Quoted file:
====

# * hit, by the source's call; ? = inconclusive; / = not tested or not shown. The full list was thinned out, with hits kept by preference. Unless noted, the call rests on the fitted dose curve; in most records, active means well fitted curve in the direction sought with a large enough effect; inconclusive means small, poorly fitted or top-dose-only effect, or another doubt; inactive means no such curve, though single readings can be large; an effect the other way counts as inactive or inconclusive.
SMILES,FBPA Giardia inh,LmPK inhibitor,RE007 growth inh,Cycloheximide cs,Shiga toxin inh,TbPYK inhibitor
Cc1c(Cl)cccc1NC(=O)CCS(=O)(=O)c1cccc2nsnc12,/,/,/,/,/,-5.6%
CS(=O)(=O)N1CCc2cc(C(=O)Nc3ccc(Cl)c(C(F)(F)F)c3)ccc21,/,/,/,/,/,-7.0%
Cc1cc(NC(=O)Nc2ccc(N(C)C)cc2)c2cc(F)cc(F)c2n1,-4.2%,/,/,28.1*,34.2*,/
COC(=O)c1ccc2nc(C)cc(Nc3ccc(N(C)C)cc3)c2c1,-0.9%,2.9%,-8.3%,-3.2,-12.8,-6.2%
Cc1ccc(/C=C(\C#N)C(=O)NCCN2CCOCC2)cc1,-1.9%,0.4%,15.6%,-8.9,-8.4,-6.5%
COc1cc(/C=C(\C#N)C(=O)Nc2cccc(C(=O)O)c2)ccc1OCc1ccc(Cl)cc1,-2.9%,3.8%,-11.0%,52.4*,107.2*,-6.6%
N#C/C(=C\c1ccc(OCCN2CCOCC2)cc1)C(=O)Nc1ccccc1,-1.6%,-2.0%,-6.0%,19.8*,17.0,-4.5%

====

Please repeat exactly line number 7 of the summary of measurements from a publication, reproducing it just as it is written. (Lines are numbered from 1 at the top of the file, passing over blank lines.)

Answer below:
Cc1ccc(/C=C(\C#N)C(=O)NCCN2CCOCC2)cc1,-1.9%,0.4%,15.6%,-8.9,-8.4,-6.5%